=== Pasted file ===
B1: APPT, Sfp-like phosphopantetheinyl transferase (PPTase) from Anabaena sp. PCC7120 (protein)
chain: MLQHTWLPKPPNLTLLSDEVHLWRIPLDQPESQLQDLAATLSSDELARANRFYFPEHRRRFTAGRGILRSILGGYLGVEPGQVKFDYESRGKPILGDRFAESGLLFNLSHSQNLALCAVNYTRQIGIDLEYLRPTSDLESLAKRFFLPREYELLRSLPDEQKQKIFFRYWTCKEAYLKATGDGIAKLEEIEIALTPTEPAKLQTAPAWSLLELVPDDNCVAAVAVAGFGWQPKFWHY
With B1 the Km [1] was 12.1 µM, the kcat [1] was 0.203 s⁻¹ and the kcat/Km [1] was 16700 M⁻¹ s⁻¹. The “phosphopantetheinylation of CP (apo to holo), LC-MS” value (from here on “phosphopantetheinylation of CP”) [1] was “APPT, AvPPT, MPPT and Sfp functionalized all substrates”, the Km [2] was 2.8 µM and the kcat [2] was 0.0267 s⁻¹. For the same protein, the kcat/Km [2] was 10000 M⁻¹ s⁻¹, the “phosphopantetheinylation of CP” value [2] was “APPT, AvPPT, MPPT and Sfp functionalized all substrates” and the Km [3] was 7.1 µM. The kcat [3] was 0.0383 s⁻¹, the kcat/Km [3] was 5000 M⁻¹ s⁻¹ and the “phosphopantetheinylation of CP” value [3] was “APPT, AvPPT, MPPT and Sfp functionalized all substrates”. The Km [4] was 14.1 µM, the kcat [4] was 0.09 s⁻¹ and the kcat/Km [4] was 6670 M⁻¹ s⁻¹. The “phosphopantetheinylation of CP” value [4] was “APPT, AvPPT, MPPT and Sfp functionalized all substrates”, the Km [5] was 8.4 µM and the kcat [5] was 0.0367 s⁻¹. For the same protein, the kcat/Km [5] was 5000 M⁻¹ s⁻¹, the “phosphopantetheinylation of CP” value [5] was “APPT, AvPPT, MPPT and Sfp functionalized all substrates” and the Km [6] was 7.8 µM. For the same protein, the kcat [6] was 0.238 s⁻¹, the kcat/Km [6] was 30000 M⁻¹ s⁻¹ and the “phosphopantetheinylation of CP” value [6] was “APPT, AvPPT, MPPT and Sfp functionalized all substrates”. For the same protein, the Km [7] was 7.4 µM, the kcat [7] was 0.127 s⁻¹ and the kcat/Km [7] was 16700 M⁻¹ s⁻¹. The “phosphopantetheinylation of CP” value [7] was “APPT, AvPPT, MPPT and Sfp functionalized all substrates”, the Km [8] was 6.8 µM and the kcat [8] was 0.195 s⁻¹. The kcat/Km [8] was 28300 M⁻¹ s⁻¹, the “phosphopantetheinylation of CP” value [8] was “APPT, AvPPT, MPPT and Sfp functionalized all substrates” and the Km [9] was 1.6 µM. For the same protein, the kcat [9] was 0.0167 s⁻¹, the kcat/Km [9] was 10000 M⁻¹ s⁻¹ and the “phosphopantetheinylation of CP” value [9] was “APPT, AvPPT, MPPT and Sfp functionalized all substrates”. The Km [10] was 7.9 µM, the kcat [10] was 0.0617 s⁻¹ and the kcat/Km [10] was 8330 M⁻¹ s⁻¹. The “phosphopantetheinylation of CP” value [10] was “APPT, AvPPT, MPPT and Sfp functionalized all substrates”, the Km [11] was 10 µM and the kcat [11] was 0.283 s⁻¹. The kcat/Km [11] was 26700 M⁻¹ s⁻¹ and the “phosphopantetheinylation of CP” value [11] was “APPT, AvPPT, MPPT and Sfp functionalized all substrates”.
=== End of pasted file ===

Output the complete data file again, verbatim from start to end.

B1: APPT, Sfp-like phosphopantetheinyl transferase (PPTase) from Anabaena sp. PCC7120 (protein)
chain: MLQHTWLPKPPNLTLLSDEVHLWRIPLDQPESQLQDLAATLSSDELARANRFYFPEHRRRFTAGRGILRSILGGYLGVEPGQVKFDYESRGKPILGDRFAESGLLFNLSHSQNLALCAVNYTRQIGIDLEYLRPTSDLESLAKRFFLPREYELLRSLPDEQKQKIFFRYWTCKEAYLKATGDGIAKLEEIEIALTPTEPAKLQTAPAWSLLELVPDDNCVAAVAVAGFGWQPKFWHY
With B1 the Km [1] was 12.1 µM, the kcat [1] was 0.203 s⁻¹ and the kcat/Km [1] was 16700 M⁻¹ s⁻¹. The “phosphopantetheinylation of CP (apo to holo), LC-MS” value (from here on “phosphopantetheinylation of CP”) [1] was “APPT, AvPPT, MPPT and Sfp functionalized all substrates”, the Km [2] was 2.8 µM and the kcat [2] was 0.0267 s⁻¹. For the same protein, the kcat/Km [2] was 10000 M⁻¹ s⁻¹, the “phosphopantetheinylation of CP” value [2] was “APPT, AvPPT, MPPT and Sfp functionalized all substrates” and the Km [3] was 7.1 µM. The kcat [3] was 0.0383 s⁻¹, the kcat/Km [3] was 5000 M⁻¹ s⁻¹ and the “phosphopantetheinylation of CP” value [3] was “APPT, AvPPT, MPPT and Sfp functionalized all substrates”. The Km [4] was 14.1 µM, the kcat [4] was 0.09 s⁻¹ and the kcat/Km [4] was 6670 M⁻¹ s⁻¹. The “phosphopantetheinylation of CP” value [4] was “APPT, AvPPT, MPPT and Sfp functionalized all substrates”, the Km [5] was 8.4 µM and the kcat [5] was 0.0367 s⁻¹. For the same protein, the kcat/Km [5] was 5000 M⁻¹ s⁻¹, the “phosphopantetheinylation of CP” value [5] was “APPT, AvPPT, MPPT and Sfp functionalized all substrates” and the Km [6] was 7.8 µM. For the same protein, the kcat [6] was 0.238 s⁻¹, the kcat/Km [6] was 30000 M⁻¹ s⁻¹ and the “phosphopantetheinylation of CP” value [6] was “APPT, AvPPT, MPPT and Sfp functionalized all substrates”. For the same protein, the Km [7] was 7.4 µM, the kcat [7] was 0.127 s⁻¹ and the kcat/Km [7] was 16700 M⁻¹ s⁻¹. The “phosphopantetheinylation of CP” value [7] was “APPT, AvPPT, MPPT and Sfp functionalized all substrates”, the Km [8] was 6.8 µM and the kcat [8] was 0.195 s⁻¹. The kcat/Km [8] was 28300 M⁻¹ s⁻¹, the “phosphopantetheinylation of CP” value [8] was “APPT, AvPPT, MPPT and Sfp functionalized all substrates” and the Km [9] was 1.6 µM. For the same protein, the kcat [9] was 0.0167 s⁻¹, the kcat/Km [9] was 10000 M⁻¹ s⁻¹ and the “phosphopantetheinylation of CP” value [9] was “APPT, AvPPT, MPPT and Sfp functionalized all substrates”. The Km [10] was 7.9 µM, the kcat [10] was 0.0617 s⁻¹ and the kcat/Km [10] was 8330 M⁻¹ s⁻¹. The “phosphopantetheinylation of CP” value [10] was “APPT, AvPPT, MPPT and Sfp functionalized all substrates”, the Km [11] was 10 µM and the kcat [11] was 0.283 s⁻¹. The kcat/Km [11] was 26700 M⁻¹ s⁻¹ and the “phosphopantetheinylation of CP” value [11] was “APPT, AvPPT, MPPT and Sfp functionalized all substrates”.